She-oak skink (Cyclodomorphus casuarinae)
Application for Scientific Permit – Available for Public Comment
Public comment on the following application for a Scientific Research (Fauna) Permit is open until 2 December 2019.
Applicant: School of Natural Sciences, University of Tasmania
Species/Taxon: She-oak skink (Cyclodomorphus casuarinae)
Location: Eastern and south-eastern Tasmania
Title of research: Asynchronous live birth and social dynamics of She-oak skinks (Cyclodomorphus casuarinae)
Aim of project: The major aim of this project is to determine if Cyclodomorphus casuarinae skinks give birth asynchronously and, in doing so, potentially alter the social dynamic of their brood.
Justification: This research will provide fundamental insights into a crucial biological innovation - the evolution of live birth – and how this influences family social dynamics. Though heavily studied, the evolution of live birth remains somewhat of a mystery. One of the key components of the transition to live birth is lengthening the time that offspring are held within the mother. Some species of Egernia take this step further by precisely extending the time between individual births. Specifically, some species give birth to all offspring within the same day, some species display facultative prolonged birth in which some individuals give birth to all their offspring on the same day and others over several days, while others display obligate prolonged birth in which there is always a delay in parturition. Understanding how and why this happens will provide crucial insight into not only the evolution of birth, but also how this altered timeline impacts family dynamics. Asynchronous birth is thought to influence familial relationships much like asynchronous hatching in birds. Many species of bird are known to stagger the hatching of chicks to influence sibling competition, allowing older or earlier hatched chicks to successfully outcompete their siblings. However, we have data on the birthing patterns of only a very small number of Egernia species and even less data on how birthing asynchrony influences family life. Collecting data on C. casuarinae will provide crucial information on these traits in an unstudied species of the Egernia group which will contribute significantly to a large comparative data set that we are constructing on variation in birthing asynchrony across the Egernia group and its associated influence on family dynamics.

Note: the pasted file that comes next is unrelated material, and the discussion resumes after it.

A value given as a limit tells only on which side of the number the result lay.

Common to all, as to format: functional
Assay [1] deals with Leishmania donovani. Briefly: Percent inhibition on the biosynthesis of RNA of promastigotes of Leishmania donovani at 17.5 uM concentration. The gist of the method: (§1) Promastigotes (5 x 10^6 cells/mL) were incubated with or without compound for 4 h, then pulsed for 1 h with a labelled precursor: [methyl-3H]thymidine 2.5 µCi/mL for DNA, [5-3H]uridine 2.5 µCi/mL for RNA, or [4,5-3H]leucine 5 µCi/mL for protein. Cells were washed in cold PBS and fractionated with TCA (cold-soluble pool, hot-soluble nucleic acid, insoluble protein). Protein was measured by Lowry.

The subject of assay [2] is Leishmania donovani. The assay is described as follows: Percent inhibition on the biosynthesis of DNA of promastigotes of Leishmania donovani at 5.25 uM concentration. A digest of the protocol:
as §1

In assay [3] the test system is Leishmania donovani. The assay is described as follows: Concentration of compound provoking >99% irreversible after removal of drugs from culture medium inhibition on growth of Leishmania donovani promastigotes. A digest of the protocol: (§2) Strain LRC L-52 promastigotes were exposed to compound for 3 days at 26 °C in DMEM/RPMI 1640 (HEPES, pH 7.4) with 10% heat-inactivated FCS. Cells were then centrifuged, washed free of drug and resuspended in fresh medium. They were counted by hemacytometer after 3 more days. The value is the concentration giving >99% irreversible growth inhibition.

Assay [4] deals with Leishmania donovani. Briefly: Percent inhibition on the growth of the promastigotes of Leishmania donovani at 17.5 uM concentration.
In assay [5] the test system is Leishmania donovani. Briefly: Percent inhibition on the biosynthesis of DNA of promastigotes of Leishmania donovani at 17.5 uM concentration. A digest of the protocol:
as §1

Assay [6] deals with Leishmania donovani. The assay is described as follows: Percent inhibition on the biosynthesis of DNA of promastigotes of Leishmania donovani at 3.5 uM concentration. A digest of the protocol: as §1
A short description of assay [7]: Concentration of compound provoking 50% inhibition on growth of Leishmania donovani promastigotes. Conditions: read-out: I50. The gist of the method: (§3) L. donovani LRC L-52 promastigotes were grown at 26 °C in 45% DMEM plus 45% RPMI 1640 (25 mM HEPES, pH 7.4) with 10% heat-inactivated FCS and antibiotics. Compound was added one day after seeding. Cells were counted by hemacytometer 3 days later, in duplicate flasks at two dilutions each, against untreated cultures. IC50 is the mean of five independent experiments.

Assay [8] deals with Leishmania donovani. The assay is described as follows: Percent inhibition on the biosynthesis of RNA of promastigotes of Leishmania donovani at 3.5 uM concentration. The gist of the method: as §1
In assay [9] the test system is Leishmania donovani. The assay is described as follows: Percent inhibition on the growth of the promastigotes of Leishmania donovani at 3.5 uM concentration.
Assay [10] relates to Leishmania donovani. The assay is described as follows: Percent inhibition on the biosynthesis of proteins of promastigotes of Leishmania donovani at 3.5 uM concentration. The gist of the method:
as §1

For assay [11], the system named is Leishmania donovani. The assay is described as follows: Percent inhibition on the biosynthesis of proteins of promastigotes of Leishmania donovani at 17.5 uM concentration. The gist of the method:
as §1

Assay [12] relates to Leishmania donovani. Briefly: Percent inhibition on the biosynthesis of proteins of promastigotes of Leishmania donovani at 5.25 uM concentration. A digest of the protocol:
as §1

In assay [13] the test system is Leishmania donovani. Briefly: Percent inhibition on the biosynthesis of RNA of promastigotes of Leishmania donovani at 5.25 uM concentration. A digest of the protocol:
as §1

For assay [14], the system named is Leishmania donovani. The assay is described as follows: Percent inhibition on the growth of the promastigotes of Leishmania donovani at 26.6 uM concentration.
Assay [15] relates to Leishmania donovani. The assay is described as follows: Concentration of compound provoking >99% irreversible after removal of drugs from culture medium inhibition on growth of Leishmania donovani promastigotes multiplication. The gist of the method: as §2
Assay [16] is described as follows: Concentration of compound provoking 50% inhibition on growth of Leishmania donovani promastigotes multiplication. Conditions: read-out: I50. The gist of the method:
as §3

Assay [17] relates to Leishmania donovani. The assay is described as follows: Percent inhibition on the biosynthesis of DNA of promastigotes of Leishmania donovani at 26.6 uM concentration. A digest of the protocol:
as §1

Maximum likely numbers of individuals involved: We will capture and use thirty pregnant females in this experiment.
Activities undertaken and methods: Thirty Cyclodomorphus casuarinae will be collected from their natural habitat and returned to the University’s terrestrial ecology facilities. There they will be housed with food and water until the end of gestation. Females will be observed daily for signs of birth. Once all individuals within a litter are born, they will be assayed for family conflict. This will involve filming litters for a two-hour period in the morning following the birth of the final offspring. We will record all aggressive interactions between siblings and between offspring and their mother.
Fate of animals: All individuals are released at their site of capture. All offspring born in the laboratory will be released at their mother’s site of capture.
Likely impact on species involved (including any by-catch): She-oak skinks are a very common reptile species throughout eastern and southern Tasmania. Collecting the numbers needed for this project is unlikely to affect the population.